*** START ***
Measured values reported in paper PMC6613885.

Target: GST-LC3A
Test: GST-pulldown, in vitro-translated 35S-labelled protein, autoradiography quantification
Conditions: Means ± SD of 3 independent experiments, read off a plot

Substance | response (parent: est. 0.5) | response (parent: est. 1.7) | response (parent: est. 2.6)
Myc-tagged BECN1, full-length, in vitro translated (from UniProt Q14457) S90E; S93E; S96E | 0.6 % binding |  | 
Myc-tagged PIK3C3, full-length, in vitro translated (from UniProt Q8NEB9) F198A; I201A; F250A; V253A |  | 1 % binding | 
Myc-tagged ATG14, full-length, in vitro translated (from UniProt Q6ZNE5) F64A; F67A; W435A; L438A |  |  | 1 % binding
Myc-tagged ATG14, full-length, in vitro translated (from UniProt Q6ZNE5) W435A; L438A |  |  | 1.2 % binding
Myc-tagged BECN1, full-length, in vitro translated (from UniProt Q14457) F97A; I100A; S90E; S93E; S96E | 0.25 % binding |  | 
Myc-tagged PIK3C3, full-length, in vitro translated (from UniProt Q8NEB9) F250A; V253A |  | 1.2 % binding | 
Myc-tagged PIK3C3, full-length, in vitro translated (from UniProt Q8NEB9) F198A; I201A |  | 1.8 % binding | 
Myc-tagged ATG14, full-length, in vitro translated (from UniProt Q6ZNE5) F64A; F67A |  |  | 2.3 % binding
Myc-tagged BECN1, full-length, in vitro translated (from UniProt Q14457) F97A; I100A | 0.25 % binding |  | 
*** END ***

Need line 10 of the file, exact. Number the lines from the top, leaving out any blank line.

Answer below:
Myc-tagged BECN1, full-length, in vitro translated (from UniProt Q14457) F97A; I100A; S90E; S93E; S96E | 0.25 % binding |  | 